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Puerto Rican hospital without power struggles to treat patients

Puerto Rico recovery
Puerto Rico recovery 02:18

CANÓVANAS, Puerto Rico --   President Trump on Thursday put Puerto Rico on notice, tweeting that FEMA, the U.S. military and first responders can't stay there "forever." That is in sharp contrast to his promises to Texas and florida -- to stand by them after they were hit by hurricanes.

More than three weeks after Puerto Rico was ravaged by Maria, most still don't have electricity or drinking water -- and many roads remain blocked. CBS News' David Begnaud, who has reported extensively on Puerto Rico, reports from Canóvanas. 

At the Canóvanas Medical Center, the power went out Thursday. Again. Patients were waiting by candlelight for medical attention.

Dr. Carlos Mellado helps fill the generator CBS News

Begnaud spoke to Dr. Carlos Mellado, who was seeing patients when CBS News arrived -- and when the lights went on. Mellado said they had run out diesel.  

"Yeah we have this, we have to refill it," said Dr. Carlos Mellado.

Outside, hospital employees were trying to refuel the generator that was provided by FEMA. They had an extra barrel of diesel that they were siphoning.  

Mellado jumped in to help. After spilling diesel on himself, he washed his hands and took CBS News with him to the ER.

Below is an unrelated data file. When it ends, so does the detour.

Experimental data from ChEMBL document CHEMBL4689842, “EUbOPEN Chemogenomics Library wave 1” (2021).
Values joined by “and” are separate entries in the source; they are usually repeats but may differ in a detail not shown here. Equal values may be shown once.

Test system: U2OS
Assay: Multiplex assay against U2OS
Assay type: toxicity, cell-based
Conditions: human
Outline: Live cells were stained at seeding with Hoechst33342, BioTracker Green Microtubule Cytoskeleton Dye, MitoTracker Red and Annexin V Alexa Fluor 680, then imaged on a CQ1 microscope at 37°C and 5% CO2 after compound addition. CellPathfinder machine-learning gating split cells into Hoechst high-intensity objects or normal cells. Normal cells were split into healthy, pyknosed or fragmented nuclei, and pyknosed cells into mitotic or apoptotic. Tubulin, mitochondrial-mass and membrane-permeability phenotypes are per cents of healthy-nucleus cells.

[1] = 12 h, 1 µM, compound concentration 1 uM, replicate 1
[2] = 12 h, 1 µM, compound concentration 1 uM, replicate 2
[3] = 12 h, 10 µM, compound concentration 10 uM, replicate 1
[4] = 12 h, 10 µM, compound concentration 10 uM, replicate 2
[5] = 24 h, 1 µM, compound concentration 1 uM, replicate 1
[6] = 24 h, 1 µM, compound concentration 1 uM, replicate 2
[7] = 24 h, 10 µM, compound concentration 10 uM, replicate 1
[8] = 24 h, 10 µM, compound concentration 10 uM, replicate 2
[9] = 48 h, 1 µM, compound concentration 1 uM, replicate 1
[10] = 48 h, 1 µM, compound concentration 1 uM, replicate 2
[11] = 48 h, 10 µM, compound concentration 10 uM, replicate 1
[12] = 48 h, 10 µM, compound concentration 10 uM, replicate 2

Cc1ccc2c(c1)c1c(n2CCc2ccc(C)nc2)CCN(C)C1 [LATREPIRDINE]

Dr. Carlos Mellado CBS News

He pointed to the pharmacy, which is run by Yolanda Guzman. Her team is dispensing medication for free, and worrying about the billing later. 

A high-pitched alarm is an endless reminder that 84 percent of the island is still without power.

"I think that my frustration is the response to the federal government," Mellado said.

But Mr. Trump is already threatening to limit federal help, even as residents struggle to find clean water amid fears floodwaters are spreading disease.

Jorge Sanyet Morales, 61, is believed to have died of Leptospirosis, a bacterial infection spread by contaminated water. It should have been easily treatable with antibiotics. On Thursday, in the mountains above Canóvanas, it looked as if the entire village came to lay him to rest.

The funeral for Jorge Sanyet Morales CBS News

Morales' death is believed to be one of four deaths due to bacterial disease. Regarding Mr. Trump's tweet that FEMA can't stay here forever, all the people indicated no one is asking for forever, they're just asking for more help, right now. 

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